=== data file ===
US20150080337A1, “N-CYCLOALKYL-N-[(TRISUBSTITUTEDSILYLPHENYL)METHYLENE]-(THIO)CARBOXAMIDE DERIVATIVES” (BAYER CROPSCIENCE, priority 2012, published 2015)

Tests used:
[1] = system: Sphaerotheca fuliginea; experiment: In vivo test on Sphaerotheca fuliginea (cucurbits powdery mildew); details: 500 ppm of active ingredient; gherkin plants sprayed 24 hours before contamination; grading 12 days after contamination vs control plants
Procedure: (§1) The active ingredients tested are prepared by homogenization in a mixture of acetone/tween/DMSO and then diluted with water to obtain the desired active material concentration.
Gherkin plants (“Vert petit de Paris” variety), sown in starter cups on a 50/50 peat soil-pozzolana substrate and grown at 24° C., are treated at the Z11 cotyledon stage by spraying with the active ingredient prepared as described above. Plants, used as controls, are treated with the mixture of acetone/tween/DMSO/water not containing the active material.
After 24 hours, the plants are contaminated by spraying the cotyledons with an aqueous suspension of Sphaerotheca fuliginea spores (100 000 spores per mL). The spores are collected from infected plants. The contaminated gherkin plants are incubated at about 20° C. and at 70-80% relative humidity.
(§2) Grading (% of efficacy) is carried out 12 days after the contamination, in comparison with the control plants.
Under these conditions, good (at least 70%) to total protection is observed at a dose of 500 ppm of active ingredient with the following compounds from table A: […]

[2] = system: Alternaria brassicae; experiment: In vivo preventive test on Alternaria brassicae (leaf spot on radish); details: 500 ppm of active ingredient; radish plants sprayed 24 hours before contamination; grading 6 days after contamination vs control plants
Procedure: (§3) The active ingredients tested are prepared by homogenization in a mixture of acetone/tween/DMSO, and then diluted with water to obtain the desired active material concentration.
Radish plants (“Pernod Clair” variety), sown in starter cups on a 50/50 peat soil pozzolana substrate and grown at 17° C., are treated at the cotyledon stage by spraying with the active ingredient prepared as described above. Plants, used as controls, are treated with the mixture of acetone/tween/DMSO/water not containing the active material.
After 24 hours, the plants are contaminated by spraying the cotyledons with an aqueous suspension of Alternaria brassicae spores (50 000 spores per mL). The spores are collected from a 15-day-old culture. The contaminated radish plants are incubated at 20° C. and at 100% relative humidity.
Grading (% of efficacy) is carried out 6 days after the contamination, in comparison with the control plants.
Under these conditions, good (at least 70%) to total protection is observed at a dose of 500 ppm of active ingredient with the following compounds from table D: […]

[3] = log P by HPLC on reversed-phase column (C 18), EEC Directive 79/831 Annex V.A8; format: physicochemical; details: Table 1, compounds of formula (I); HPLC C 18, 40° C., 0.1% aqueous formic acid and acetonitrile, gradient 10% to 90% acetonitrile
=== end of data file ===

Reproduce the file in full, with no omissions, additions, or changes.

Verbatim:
US20150080337A1, “N-CYCLOALKYL-N-[(TRISUBSTITUTEDSILYLPHENYL)METHYLENE]-(THIO)CARBOXAMIDE DERIVATIVES” (BAYER CROPSCIENCE, priority 2012, published 2015)

Tests used:
[1] = system: Sphaerotheca fuliginea; experiment: In vivo test on Sphaerotheca fuliginea (cucurbits powdery mildew); details: 500 ppm of active ingredient; gherkin plants sprayed 24 hours before contamination; grading 12 days after contamination vs control plants
Procedure: (§1) The active ingredients tested are prepared by homogenization in a mixture of acetone/tween/DMSO and then diluted with water to obtain the desired active material concentration.
Gherkin plants (“Vert petit de Paris” variety), sown in starter cups on a 50/50 peat soil-pozzolana substrate and grown at 24° C., are treated at the Z11 cotyledon stage by spraying with the active ingredient prepared as described above. Plants, used as controls, are treated with the mixture of acetone/tween/DMSO/water not containing the active material.
After 24 hours, the plants are contaminated by spraying the cotyledons with an aqueous suspension of Sphaerotheca fuliginea spores (100 000 spores per mL). The spores are collected from infected plants. The contaminated gherkin plants are incubated at about 20° C. and at 70-80% relative humidity.
(§2) Grading (% of efficacy) is carried out 12 days after the contamination, in comparison with the control plants.
Under these conditions, good (at least 70%) to total protection is observed at a dose of 500 ppm of active ingredient with the following compounds from table A: […]

[2] = system: Alternaria brassicae; experiment: In vivo preventive test on Alternaria brassicae (leaf spot on radish); details: 500 ppm of active ingredient; radish plants sprayed 24 hours before contamination; grading 6 days after contamination vs control plants
Procedure: (§3) The active ingredients tested are prepared by homogenization in a mixture of acetone/tween/DMSO, and then diluted with water to obtain the desired active material concentration.
Radish plants (“Pernod Clair” variety), sown in starter cups on a 50/50 peat soil pozzolana substrate and grown at 17° C., are treated at the cotyledon stage by spraying with the active ingredient prepared as described above. Plants, used as controls, are treated with the mixture of acetone/tween/DMSO/water not containing the active material.
After 24 hours, the plants are contaminated by spraying the cotyledons with an aqueous suspension of Alternaria brassicae spores (50 000 spores per mL). The spores are collected from a 15-day-old culture. The contaminated radish plants are incubated at 20° C. and at 100% relative humidity.
Grading (% of efficacy) is carried out 6 days after the contamination, in comparison with the control plants.
Under these conditions, good (at least 70%) to total protection is observed at a dose of 500 ppm of active ingredient with the following compounds from table D: […]

[3] = log P by HPLC on reversed-phase column (C 18), EEC Directive 79/831 Annex V.A8; format: physicochemical; details: Table 1, compounds of formula (I); HPLC C 18, 40° C., 0.1% aqueous formic acid and acetonitrile, gradient 10% to 90% acetonitrile